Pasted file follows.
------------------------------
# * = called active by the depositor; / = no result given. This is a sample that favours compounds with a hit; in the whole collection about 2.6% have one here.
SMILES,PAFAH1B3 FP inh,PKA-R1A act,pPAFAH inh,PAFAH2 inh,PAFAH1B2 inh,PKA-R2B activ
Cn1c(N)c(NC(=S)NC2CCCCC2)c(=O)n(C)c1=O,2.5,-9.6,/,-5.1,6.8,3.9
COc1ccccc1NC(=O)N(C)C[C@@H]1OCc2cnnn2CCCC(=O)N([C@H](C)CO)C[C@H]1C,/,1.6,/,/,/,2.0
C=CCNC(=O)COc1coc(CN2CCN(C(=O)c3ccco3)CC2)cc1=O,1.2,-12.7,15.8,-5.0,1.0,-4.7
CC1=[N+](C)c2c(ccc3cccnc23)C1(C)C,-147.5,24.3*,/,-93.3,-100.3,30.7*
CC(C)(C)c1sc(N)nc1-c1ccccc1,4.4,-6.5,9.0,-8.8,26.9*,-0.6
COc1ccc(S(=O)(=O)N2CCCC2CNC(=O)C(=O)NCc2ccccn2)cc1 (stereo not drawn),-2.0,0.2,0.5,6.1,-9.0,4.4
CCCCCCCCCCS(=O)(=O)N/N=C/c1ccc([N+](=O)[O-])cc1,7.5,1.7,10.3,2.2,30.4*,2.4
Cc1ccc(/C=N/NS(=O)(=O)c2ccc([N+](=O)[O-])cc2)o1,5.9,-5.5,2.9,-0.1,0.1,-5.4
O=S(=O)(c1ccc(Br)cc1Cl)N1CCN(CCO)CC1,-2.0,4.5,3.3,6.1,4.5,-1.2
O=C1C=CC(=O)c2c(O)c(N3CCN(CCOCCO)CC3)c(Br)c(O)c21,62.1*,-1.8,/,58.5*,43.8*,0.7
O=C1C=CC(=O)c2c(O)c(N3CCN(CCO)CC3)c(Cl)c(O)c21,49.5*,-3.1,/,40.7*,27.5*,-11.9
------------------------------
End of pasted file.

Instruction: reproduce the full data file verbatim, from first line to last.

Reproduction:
# * = called active by the depositor; / = no result given. This is a sample that favours compounds with a hit; in the whole collection about 2.6% have one here.
SMILES,PAFAH1B3 FP inh,PKA-R1A act,pPAFAH inh,PAFAH2 inh,PAFAH1B2 inh,PKA-R2B activ
Cn1c(N)c(NC(=S)NC2CCCCC2)c(=O)n(C)c1=O,2.5,-9.6,/,-5.1,6.8,3.9
COc1ccccc1NC(=O)N(C)C[C@@H]1OCc2cnnn2CCCC(=O)N([C@H](C)CO)C[C@H]1C,/,1.6,/,/,/,2.0
C=CCNC(=O)COc1coc(CN2CCN(C(=O)c3ccco3)CC2)cc1=O,1.2,-12.7,15.8,-5.0,1.0,-4.7
CC1=[N+](C)c2c(ccc3cccnc23)C1(C)C,-147.5,24.3*,/,-93.3,-100.3,30.7*
CC(C)(C)c1sc(N)nc1-c1ccccc1,4.4,-6.5,9.0,-8.8,26.9*,-0.6
COc1ccc(S(=O)(=O)N2CCCC2CNC(=O)C(=O)NCc2ccccn2)cc1 (stereo not drawn),-2.0,0.2,0.5,6.1,-9.0,4.4
CCCCCCCCCCS(=O)(=O)N/N=C/c1ccc([N+](=O)[O-])cc1,7.5,1.7,10.3,2.2,30.4*,2.4
Cc1ccc(/C=N/NS(=O)(=O)c2ccc([N+](=O)[O-])cc2)o1,5.9,-5.5,2.9,-0.1,0.1,-5.4
O=S(=O)(c1ccc(Br)cc1Cl)N1CCN(CCO)CC1,-2.0,4.5,3.3,6.1,4.5,-1.2
O=C1C=CC(=O)c2c(O)c(N3CCN(CCOCCO)CC3)c(Br)c(O)c21,62.1*,-1.8,/,58.5*,43.8*,0.7
O=C1C=CC(=O)c2c(O)c(N3CCN(CCO)CC3)c(Cl)c(O)c21,49.5*,-3.1,/,40.7*,27.5*,-11.9